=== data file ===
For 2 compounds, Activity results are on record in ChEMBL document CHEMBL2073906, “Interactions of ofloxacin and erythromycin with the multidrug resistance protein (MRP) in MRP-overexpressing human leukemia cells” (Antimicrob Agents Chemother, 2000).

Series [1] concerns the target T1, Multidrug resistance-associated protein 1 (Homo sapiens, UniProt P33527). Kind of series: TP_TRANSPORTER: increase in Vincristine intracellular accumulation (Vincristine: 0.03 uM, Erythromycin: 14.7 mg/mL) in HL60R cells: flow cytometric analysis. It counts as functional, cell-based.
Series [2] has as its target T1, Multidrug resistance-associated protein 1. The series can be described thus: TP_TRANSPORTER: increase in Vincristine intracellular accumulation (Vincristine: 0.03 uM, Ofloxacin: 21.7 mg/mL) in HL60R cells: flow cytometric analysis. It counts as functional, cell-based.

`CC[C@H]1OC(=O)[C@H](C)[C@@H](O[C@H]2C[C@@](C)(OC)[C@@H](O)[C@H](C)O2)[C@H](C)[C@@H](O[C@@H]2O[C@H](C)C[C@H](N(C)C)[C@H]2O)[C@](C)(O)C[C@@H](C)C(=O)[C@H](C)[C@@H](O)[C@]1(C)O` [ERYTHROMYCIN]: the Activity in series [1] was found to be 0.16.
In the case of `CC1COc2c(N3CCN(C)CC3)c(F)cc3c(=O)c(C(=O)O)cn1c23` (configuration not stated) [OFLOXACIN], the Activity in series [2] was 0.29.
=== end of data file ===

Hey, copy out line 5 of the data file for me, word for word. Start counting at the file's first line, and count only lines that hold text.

In the case of `CC1COc2c(N3CCN(C)CC3)c(F)cc3c(=O)c(C(=O)O)cn1c23` (configuration not stated) [OFLOXACIN], the Activity in series [2] was 0.29.